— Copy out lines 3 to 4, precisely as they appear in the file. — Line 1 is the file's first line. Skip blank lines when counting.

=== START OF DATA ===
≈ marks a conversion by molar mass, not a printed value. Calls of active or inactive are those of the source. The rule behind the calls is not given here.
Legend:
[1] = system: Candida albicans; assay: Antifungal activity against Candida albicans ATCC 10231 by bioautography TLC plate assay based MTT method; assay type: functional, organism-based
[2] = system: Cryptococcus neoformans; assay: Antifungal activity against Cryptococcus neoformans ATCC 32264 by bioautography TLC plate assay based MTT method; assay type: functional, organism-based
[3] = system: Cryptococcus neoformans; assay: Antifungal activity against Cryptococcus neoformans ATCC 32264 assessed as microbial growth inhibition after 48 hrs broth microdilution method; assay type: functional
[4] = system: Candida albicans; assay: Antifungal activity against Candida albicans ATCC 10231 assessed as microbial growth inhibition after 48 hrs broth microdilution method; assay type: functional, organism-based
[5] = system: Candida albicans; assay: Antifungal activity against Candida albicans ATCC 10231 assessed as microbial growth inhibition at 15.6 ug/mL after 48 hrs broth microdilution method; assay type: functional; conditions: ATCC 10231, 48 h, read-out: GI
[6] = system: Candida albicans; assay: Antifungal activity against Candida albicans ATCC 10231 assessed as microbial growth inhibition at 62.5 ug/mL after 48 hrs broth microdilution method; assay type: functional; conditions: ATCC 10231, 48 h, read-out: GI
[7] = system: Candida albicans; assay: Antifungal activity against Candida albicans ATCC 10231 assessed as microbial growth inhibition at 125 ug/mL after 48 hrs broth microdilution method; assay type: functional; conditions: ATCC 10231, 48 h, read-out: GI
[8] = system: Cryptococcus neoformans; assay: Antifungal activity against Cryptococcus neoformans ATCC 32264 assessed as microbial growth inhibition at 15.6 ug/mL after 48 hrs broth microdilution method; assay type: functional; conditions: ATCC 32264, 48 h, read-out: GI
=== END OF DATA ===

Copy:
[1] = system: Candida albicans; assay: Antifungal activity against Candida albicans ATCC 10231 by bioautography TLC plate assay based MTT method; assay type: functional, organism-based
[2] = system: Cryptococcus neoformans; assay: Antifungal activity against Cryptococcus neoformans ATCC 32264 by bioautography TLC plate assay based MTT method; assay type: functional, organism-based